Horses have proved to be indispensible to humans since time immemorial, whether for working in the fields, transporting people and goods from place to place and of course for sporting purposes. In the late 1700s, horses were brought to Australia, with 7 horses and mares being transported to the country in 1788 and increasing to 70 by the end of the next century thanks to a breeding program. Although in the beginning these horses were intended to serve a transportation purpose, eventually selective breeding produced a variety called Walers who had extra speed and strength.
Possibly the oldest equestrian sport is polo, with documented evidence of the first polo match having been held in Persia 2500 years ago. In Florida, polo is certainly a popular sport and the state is one of only 12 official “polo circuits” recognized by the US Polo Association.
Polo arrived in the West via India where the game has been in existence since the 1500s. Having seen matches played in India, British army officers brought the game home with them and re-invented it during the 19th century. Today, the rules that were invented by the London Hurlington Club, with its fashionable reputation, are still widely in use today.
The sport was then carried to Argentina by British cattlemen and this is now one of the hot spots for polo aficionados, with some of the world’s top players playing the game here in the Buenos Aires Palermo arena.
A polo match is played in either 4, 5 or 6 chukkas (also known as chukkers). Each chukka lasts for precisely 7 and a half minutes and this is because the game is considered to be extremely strenuous for the horses to play. Each team boasts 4 players, each having been assigned a specific position. Each player uses a string of ponies who measure around 15 or 16 hands in height (one hand represents a measurement of 4 inches). In each chukka, each player rides a different horse. This is because a polo pony must gallop 300 metres during each chukka and even in professional games where ponies can achieve a higher speed they still only use one horse per chukka. The purpose of the game is to use a mallet to hit the ball between top posts at the end of the field while riding their horse. This is called a time and whenever a time is scored, the players reverse their goals.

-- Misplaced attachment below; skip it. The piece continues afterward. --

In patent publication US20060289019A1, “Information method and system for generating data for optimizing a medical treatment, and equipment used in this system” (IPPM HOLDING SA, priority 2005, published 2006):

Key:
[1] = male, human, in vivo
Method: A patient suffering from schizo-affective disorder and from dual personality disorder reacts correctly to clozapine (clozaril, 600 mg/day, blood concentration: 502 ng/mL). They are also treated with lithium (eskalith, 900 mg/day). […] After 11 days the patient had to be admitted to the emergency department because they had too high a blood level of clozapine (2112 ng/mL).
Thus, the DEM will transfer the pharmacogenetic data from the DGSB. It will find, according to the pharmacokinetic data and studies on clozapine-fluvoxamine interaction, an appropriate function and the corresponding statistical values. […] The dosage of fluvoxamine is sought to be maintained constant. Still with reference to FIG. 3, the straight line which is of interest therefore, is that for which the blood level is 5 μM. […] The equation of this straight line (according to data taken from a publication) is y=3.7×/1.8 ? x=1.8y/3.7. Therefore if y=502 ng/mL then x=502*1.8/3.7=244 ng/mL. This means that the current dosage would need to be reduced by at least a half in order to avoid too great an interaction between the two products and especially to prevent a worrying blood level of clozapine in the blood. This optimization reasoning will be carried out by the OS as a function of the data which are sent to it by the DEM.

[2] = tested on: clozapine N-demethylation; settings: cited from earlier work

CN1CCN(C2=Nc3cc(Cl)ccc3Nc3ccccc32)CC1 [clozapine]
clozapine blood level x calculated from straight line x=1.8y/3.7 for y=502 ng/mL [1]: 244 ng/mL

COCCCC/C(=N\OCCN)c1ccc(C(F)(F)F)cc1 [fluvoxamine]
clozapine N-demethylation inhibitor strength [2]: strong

Polo is well known to be a game that is the preserve of the wealthy because of its very high cost to play. Today, this has caused problems because of its exclusive nature, however luckily other spectator variants of this sport, such as elephant polo and beach polo, have helped the public to become more interested in this sport in the 21st century.
Anyone who wishes to try their hand at playing polo should join one of the many polo clubs to learn the sport. It is important, however, to already be a proficient horse rider as a player’s horseriding skills must be excellent in order to succeed, although there are many places that you can learn to ride a horse first. Anyone interesting in joining a polo club can search and apply via the internet from their home PC and those who try the game are sure to enjoy their new hobby.
Polo is an excellent workout and is perfect for toning and developing the body’s core muscles. Polo works out the whole body and can be considered to be a form of interval training – thought to be one of the most effective forms of exercise for fat loss. Polo requires short bursts of intense exercise followed by short rest periods and this is known to not only burn calories during play, but also continues to burn fat while at rest afterwards.